Ahead of the Nov. 30 election, candidates for student body president and vice president duked it out in Crawford Hall on Tuesday night. The candidates discussed their platforms in front of an audience of both students and administration, debating school spirit and the recent budget cuts among other issues.
PHOTO COURTESY OF KASSEL FRANCO GARIBAY
Junior Senator and presidential candidate Alessandra Le Pera—whose running mate is Chris Zanardi, who is also a junior senator, but could not be present at the debate due to an exam—started off the debate. Her platform centers around increasing visibility of Student Government on campus via increased online resources. Additionally, Le Pera plans to focus on improving and expanding Title IX resources on campus, saying, “I’ve heard a lot of people complain about the way Title IX issues are handled. People have to live with their rapists, and that is not okay and it is not fair.”
Sophomore Senator Cassie Allen, running for president, and her running mate Tim Jinks (‘21), have built their platform around increasing school spirit and student engagement on campus, with a major plank being the return of big-name concerts to Drew every fall semester. Allen asserts that the concerts will provide a much-needed morale boost at a time when student stress levels tend to rise. The ticket will also focus on reforming policing on campus by pushing for residence hall door access to correspond with quiet hours, as well as continuing to improve student relations with Public Safety.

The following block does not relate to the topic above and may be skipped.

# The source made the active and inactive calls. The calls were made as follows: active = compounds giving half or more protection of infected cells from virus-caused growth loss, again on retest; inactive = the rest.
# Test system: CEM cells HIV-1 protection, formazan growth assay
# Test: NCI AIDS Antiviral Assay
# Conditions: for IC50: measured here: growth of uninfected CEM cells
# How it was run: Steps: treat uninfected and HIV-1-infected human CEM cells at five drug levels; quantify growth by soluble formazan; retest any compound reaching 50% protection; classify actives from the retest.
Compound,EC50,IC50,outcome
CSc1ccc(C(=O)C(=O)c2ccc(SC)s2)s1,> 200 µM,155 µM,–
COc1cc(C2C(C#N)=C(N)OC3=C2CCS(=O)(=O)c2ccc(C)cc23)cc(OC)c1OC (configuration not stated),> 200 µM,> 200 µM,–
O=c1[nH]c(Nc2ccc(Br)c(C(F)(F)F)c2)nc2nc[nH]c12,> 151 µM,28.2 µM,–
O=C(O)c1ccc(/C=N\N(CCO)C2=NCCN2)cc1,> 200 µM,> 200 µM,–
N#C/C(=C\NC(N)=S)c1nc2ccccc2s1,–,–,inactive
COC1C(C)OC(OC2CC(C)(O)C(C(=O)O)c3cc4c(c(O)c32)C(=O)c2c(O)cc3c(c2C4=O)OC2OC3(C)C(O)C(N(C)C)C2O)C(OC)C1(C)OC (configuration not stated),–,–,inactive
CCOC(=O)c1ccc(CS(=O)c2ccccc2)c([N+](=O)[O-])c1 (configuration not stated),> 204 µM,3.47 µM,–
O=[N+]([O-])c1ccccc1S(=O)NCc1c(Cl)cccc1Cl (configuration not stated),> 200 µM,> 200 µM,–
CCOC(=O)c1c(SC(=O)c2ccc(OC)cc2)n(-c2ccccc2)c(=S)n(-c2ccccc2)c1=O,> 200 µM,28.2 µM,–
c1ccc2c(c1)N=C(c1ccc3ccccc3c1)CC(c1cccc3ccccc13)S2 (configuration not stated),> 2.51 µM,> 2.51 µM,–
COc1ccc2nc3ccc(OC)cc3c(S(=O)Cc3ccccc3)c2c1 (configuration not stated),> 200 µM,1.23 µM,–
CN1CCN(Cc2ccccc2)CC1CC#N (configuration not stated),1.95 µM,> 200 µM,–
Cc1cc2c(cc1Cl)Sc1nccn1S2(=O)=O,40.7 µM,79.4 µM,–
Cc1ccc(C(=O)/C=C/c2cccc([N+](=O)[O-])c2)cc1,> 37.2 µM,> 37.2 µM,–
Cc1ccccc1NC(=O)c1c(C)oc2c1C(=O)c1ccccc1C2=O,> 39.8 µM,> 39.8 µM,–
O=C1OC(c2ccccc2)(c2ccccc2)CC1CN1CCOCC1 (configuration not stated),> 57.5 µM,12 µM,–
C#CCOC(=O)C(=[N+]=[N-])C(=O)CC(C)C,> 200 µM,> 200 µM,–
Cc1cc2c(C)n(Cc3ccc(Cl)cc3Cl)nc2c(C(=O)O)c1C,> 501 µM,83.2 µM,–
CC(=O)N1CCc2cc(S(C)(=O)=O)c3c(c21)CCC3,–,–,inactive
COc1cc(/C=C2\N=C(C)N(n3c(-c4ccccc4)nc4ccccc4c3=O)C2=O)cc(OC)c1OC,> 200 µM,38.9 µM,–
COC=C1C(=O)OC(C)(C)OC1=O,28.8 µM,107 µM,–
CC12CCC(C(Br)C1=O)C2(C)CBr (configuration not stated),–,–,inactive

Vincent Costa (‘20) is running as an outsider candidate for president, with first-year Senator Marwa Elessawy as his vice presidential running mate. Costa has used his status as the only presidential candidate who is not a member of Student Government to position himself as a supporter of greater transparency and interaction between Student Government and the student body. His pick of a first-year senator as vice president emphasizes his focus on greater inclusion of underclassmen in his cabinet, as well as his platform plank of increasing student engagement and knowledge of Student Government activities.
Students who attended the debate generally left with positive impressions of the candidates, but some felt that they did not differ enough on the issues. “Each candidate was able to acknowledge the different problems associated with campus life at Drew...however, they seemed to be overlapping and building off of each other’s ideas which made them sound repetitive,” said Raquel Cabrera (‘21). Students will decide the outcome of the election on Friday, Nov. 30.